You've probably noticed how many people are going gluten free, but what's all the hype about? Is it just the newest food fad, or does it help? Do you ever wonder if you should go gluten free?
First, it's important to understand what gluten
is. Gluten is a protein in wheat. It's part of what allows bread to rise, and it's what gives dough its elasticity.
People who have celiac disease, a genetically based autoimmune disease, don't tolerate wheat at all. It causes damage to the intestines and can cause malnutrition and a failure to grow, as well as myriad other symptoms, including gastrointestinal problems and symptoms outside the GI tract. People with celiac disease can't tolerate any wheat; even contamination of utensils can cause symptoms in a celiac.
However, many people suffer from gluten sensitivity, which is a separate entity from celiac. People with gluten sensitivities don't have the kinds of gluten antibodies found in celiacs, but they can have symptoms nonetheless. These symptoms can include abdominal pain, IBS symptoms, diarrhea or constipation, and many symptoms throughout the body. Sufferers may experience fatigue, joint pain, muscle pain, headaches, and skin rashes, to name a few.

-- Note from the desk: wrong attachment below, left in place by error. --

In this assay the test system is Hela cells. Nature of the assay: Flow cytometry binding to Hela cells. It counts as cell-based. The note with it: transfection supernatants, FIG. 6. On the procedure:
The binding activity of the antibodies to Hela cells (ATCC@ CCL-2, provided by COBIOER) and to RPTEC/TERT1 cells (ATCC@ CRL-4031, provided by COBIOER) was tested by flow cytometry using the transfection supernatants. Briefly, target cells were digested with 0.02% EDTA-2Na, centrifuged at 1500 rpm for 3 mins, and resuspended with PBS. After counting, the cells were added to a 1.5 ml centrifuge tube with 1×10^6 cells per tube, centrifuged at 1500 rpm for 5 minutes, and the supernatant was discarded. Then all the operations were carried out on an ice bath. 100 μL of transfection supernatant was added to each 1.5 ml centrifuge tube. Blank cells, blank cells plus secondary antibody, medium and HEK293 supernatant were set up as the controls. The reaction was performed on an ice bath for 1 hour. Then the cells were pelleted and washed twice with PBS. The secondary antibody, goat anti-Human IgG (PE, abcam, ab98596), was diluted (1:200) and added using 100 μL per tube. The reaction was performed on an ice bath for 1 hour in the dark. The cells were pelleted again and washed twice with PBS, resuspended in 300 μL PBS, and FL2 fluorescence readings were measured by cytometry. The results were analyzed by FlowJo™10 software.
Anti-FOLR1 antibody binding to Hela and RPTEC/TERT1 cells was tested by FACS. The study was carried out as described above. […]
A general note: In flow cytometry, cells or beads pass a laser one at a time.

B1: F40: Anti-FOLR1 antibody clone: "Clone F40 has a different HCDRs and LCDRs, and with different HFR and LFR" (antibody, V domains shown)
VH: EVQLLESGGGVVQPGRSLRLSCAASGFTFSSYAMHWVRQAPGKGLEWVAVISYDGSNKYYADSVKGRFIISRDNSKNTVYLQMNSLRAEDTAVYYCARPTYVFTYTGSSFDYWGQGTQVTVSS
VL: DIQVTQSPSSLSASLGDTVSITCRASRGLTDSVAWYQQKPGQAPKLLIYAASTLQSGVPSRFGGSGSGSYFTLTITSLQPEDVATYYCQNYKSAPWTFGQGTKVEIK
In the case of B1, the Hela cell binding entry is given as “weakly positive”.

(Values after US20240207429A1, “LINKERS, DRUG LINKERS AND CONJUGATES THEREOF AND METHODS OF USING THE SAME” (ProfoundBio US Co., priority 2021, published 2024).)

Intolerance to gluten can be triggered by a leaky gut, a condition in which our body’s immune system responds to the presence of certain particles by producing inflammation
. In this case, an IgG intolerance can develop, rendering the person intolerant to the wheat. This is not a true food allergy; it's a food intolerance.
Although it's not clear exactly why so many people have a gluten intolerance, one theory is that the protein itself has changed over the years, and is now a “stronger” protein to which our bodies are unaccustomed. It also probably doesn’t help that in the typical American diet, wheat is generally consumed in very large amounts; people often consume 6-8 servings a day of this inflammatory food.
So if you're suffering from GI symptoms that haven’t been resolved, or any of a variety of chronic complaints like those mentioned above, it can be vary helpful to try a gluten-free diet. Generally, going off gluten for 6-8 weeks will be enough time to see what effect it might have. When trying a gluten-free diet, it's important to keep track of your symptoms both when you go off it and when you reintroduce it.
So what do you eat? There are many gluten-free products on the market, but be careful — just because it’s labeled “gluten free” doesn’t mean it’s healthy. The product might be filled with processed ingredients that don’t include gluten!
Generally, a diet of fresh whole foods will eliminate this problem. Sometimes it’s a challenge, but if you find that your joint pain is resolved, your headaches have decreased and your energy is improved, it's probably worth it.
The reintroduction of gluten can be tricky. You need to be sure to try it for 2-4 days and watch for reactions, symptoms or other changes in your body. I find it best to keep a diary of what you eat and how you feel for that time to assist you in interpreting the experience.
So if you're wondering about a gluten-free diet and you have symptoms, I encourage you to give it a try. You might just reclaim your health and vitality!
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